Finance Myths: Debunked

By Joel Rybachuk

More Earnings Means More Wealth – In reality, for most people, their expenses will rise as their income rises; the more they earn, the more they will spend. We see this time and time again when people fail to establish proper saving, investing and spending habits as their income increases, so do their expenses, debt, and payments. It can be a vicious cycle for those who don’t have the discipline to see the big picture. 

Saving in My Bank Account is WiseWith inflation around 2% a year and interest rates hovering around .5%, it doesn’t take a mathematician to see you’re losing money holding your money in a savings account. Although it’s a given that saving in a bank account is better than not saving at all, you won’t be getting anywhere fast if you don’t intelligently invest that cash and let your money work for you. 

Cash is Safe – This is true and not true. Cash is safe in the sense that you can be sure you will lose around 2 % per year holding it (to inflation). Its ‘safe’ in the sense that it is predictable, but it’s still a risk. Your $10,000 after one year will be worth $9,800 in today’s purchasing power. Cash has a role in a portfolio but it’s not to maintain or grow your wealth. 

Money Can’t Buy Happiness – Try telling this to someone who is living pay check to pay check and actually can’t afford to do anything outside of paying rent, and putting food on the table. Money can absolutely buy happiness, up to a certain level. Diminishing marginal utility of income and wealth suggests that as income increases, individuals gain a correspondingly smaller increase in satisfaction and happiness. So the CEO who makes $300,000 a year won’t get much more happiness from his money than someone who makes $150,000 a year, but watch the difference it makes for someone who makes $30,000 a year compared to someone who makes $60,000 a year. Financial security for you and your family can no doubt breed happiness.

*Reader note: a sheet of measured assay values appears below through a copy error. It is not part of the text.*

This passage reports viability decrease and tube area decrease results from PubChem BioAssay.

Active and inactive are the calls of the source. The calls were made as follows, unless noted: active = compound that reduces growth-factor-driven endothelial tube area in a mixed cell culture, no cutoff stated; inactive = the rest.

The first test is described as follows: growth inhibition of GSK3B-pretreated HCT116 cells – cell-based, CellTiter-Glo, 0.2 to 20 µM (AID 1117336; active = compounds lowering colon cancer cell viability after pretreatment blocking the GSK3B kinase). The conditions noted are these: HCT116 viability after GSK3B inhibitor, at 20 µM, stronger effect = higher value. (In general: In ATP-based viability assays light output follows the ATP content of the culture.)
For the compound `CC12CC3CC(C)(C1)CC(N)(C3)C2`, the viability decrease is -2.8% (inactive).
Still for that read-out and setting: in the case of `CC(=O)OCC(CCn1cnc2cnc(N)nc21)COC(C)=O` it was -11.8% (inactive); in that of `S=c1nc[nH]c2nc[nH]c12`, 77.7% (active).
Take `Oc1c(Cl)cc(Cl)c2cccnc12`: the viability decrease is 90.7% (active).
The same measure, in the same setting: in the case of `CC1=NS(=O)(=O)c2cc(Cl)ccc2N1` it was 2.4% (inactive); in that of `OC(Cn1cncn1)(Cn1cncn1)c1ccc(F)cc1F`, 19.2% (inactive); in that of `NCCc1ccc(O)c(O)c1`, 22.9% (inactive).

I’m Too Young to Invest – FALSE! This is actually exactly the opposite of how we should think. The earlier you start, the more time and compound interest will be able to work on your side. Learning that saving and investing a portion of your income is not only easy,  you probably won’t even notice the money being gone from your account. Create those good habits when you’re young and PAY YOURSELF FIRST.  On a side note, we are investment managers but realize that investing isn’t limited to stocks, mutual funds, ETF’s, real estate etc… the most important thing to invest in is YOURSELF. 

It’s Always Better to Own than Rent – Buying a home will often be the largest single investment people will ever make, and a lot of people romanticize home ownership because that’s just what we have been bred to want. Committing to a 30-year mortgage is a big deal. If you don’t have the money you might be putting yourself in dire straits. Many people overextend their mortgage to keep up with the Joneses or fulfill the ‘American Dream’ of home ownership and end up completely house poor. People tell me “I bought my house for $500,000 and sold it for $600,000 - that’s a great investment”, but I know that’s not the whole story. I always wonder if those people know how much they are paying in interest on their mortgage, property tax, repairs, and realtor fees and calculate all that into their investment return. The answer is mostly no. Don’t get me wrong, I am not saying owning a house is bad; I am saying there is a time when renting will be better for you, and a time when buying will be better.  People need to take into consideration additional costs of a home instead of the buy and sell prices. I tend to look at personal homes as an asset, not an investment.